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Not reporting abuse 'must be crime'

Source BBC News@

Jimmy SavileSince the Savile revelations, Panorama has unearthed declassified files about child sexual abuse

Failing to report allegations of child abuse should be made a criminal offence, according to the former director of public prosecutions.

Keir Starmer has said he thinks there should be "mandatory reporting".

Declassified files uncovered by BBC Panorama show how schools and hospitals have repeatedly failed to protect children from sex offenders.

A government spokesperson said: "Mandatory reporting is not the answer."

Currently there is no criminal sanction in Britain for failing to report suspected child abuse.

But in countries like the US, Canada and Australia, professionals can be charged with a criminal offence.

Declassified files

Ever since the Jimmy Savile revelations, Panorama has been investigating secret historical records and looking at what government officials knew about abuse in children's homes and boarding schools.

Declassified government files going back 60 years show how senior civil servants were well aware that school authorities routinely hid child abuse and the law was an inadequate deterrent.

One of the most detailed historical files in the National Archives is about a cover-up at the Royal Alexandra and Albert school.

Today it is a well-regarded state boarding school in Reigate, Surrey.

However research by Panorama has revealed that seven child abusers worked at the school between the 1950s and the 1980s.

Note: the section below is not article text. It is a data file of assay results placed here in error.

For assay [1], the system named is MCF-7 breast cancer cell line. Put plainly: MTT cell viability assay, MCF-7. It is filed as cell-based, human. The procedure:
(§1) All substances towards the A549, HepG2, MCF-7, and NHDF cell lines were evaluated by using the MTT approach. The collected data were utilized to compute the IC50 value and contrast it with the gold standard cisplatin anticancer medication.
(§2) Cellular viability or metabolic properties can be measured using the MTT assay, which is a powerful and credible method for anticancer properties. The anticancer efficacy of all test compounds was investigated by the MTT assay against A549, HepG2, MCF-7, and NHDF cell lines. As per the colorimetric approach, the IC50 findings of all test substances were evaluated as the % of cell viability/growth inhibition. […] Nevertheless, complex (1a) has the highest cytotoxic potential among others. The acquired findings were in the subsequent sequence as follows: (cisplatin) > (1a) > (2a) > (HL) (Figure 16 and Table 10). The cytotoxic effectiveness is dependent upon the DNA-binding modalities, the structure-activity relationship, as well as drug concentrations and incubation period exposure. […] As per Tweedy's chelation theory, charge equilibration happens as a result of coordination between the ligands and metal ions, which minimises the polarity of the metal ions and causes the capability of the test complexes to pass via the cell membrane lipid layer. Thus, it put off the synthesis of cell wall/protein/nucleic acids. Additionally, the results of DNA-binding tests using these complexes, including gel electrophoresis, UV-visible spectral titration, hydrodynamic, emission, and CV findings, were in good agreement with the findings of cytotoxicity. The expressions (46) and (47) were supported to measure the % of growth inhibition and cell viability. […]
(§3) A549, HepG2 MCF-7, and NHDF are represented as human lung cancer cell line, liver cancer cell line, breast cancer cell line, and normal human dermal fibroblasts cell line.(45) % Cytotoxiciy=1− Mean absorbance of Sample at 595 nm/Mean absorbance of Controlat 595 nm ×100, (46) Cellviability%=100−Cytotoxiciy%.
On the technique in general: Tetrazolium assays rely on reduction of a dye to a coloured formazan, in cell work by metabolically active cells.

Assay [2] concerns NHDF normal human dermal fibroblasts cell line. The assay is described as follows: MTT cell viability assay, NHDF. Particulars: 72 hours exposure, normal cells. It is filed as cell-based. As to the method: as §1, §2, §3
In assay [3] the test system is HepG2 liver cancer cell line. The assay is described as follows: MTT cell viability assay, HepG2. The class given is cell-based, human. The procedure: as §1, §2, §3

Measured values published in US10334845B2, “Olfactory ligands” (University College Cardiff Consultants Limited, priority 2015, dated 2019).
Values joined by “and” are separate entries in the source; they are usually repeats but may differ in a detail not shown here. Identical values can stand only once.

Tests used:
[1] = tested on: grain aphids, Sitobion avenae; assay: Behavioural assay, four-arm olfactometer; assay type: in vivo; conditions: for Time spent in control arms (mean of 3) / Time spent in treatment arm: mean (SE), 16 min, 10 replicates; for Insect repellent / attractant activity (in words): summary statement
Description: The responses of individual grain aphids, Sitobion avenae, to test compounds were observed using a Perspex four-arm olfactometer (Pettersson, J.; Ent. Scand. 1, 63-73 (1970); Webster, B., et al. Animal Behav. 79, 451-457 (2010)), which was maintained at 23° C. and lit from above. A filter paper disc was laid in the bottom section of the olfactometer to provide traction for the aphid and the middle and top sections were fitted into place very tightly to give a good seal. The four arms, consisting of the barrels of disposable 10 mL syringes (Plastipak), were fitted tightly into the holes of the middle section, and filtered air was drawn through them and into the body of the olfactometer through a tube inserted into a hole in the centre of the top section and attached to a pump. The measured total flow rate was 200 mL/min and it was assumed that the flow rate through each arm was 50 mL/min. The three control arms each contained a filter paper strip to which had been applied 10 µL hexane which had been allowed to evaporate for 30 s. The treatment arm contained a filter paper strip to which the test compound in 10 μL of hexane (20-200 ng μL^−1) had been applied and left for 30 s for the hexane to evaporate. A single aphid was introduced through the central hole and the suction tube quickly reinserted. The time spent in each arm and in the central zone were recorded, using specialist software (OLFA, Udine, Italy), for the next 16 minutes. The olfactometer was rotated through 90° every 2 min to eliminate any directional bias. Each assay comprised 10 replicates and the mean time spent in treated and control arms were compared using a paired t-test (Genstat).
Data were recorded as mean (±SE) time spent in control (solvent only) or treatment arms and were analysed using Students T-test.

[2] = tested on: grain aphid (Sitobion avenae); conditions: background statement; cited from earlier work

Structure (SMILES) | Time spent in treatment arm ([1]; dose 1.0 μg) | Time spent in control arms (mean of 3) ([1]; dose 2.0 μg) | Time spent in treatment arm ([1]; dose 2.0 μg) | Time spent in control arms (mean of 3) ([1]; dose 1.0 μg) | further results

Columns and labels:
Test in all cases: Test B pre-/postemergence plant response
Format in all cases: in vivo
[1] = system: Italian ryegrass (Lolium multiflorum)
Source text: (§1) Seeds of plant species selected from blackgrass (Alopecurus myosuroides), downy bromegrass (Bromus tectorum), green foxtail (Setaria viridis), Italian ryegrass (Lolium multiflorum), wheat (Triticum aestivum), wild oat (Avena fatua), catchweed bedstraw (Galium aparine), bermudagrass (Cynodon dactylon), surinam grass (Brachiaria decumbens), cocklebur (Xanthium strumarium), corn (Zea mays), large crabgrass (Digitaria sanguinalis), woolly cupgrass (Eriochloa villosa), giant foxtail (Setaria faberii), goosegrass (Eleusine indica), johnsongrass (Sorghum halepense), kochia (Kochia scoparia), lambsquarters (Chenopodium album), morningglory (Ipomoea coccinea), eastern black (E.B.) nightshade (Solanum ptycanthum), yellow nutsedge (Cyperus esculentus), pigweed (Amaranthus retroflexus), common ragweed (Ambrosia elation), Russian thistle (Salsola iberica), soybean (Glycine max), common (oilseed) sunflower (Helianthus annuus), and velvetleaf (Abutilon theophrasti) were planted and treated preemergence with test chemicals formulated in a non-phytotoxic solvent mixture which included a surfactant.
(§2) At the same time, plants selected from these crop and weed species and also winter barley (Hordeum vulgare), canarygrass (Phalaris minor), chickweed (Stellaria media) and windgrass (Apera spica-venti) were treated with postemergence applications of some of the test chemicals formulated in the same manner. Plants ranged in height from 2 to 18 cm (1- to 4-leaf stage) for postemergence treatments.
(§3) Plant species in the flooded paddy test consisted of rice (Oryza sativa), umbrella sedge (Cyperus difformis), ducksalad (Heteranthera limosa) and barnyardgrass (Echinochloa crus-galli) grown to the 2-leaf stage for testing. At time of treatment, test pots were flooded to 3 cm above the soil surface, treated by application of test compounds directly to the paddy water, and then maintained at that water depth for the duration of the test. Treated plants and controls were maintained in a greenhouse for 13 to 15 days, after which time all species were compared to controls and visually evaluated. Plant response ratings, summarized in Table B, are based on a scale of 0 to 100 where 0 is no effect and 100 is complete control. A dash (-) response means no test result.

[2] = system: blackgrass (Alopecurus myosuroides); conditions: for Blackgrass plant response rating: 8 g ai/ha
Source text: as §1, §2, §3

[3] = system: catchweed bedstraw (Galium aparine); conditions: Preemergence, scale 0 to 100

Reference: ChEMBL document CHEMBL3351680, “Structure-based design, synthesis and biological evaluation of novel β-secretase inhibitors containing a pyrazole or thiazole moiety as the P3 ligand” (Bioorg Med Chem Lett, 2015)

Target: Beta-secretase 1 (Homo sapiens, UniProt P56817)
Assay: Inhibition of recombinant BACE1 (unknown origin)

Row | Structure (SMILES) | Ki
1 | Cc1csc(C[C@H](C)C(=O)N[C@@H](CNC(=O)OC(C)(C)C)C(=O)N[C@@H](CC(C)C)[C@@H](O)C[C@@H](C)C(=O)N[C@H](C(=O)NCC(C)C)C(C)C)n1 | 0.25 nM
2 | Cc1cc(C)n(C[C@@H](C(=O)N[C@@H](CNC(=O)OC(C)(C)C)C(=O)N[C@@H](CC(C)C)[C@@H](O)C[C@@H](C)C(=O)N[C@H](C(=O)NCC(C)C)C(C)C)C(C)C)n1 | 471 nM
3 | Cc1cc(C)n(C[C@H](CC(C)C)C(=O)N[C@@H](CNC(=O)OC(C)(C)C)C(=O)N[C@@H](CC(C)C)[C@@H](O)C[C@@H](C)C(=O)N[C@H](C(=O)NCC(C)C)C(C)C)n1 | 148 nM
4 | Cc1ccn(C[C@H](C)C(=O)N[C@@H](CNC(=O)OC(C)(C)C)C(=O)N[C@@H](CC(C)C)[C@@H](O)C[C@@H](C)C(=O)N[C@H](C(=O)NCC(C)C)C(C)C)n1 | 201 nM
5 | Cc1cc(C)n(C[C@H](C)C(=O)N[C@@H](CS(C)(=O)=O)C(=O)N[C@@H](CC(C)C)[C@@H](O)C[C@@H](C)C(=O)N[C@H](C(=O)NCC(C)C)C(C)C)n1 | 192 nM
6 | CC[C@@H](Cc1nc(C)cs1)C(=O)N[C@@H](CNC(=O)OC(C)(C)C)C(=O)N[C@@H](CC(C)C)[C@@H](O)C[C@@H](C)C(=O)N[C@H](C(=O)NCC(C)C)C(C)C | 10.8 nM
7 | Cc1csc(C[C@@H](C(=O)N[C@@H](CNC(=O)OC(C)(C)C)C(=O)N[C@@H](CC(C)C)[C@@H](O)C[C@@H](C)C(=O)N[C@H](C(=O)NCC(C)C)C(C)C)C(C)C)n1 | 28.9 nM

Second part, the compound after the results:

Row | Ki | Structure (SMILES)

'Time for a change'

Keir StarmerKeir Starmer says a criminal penalty "would focus people's minds"

Until last week, Mr Starmer was the director of public prosecutions.

He said he thinks it is time for change in the law.

"I think there should be a mandatory reporting provision. My own view is that it should require certain categories of individual to report if they have reasonable cause to suspect," he said.

"There needs to be a criminal penalty… that would focus people's minds. There also needs to be immunity for individuals if they did report.

"There are just too many examples of cases where those who have suspected abuse have not really done anything about it and the perpetrator has either got away with it or worse still been able to perpetuate the offending," he said.

For the first time, the Catholic Church and the Church of England have also come out in support of mandatory reporting.

Bishop Paul Butler, head of safeguarding at the Church of England, said: "We have to think of the child first, not ourselves, not the institution, what's best for the child."

But the government does not currently have any plans to change the law.

A Department for Education spokesperson said: "Mandatory reporting is not the answer. Professionals should refer immediately to social care when they are concerned about a child. This happens every year in many thousands of cases and numbers of referrals have increased over recent years.

"Other countries have tried mandatory reporting and there is no evidence to show that it is a better system for protecting children."

You can watch Panorama: After Savile: No More Secrets, BBC One, Monday 4 November at 20:30 GMT and then available in the UK on the BBC iPlayer.

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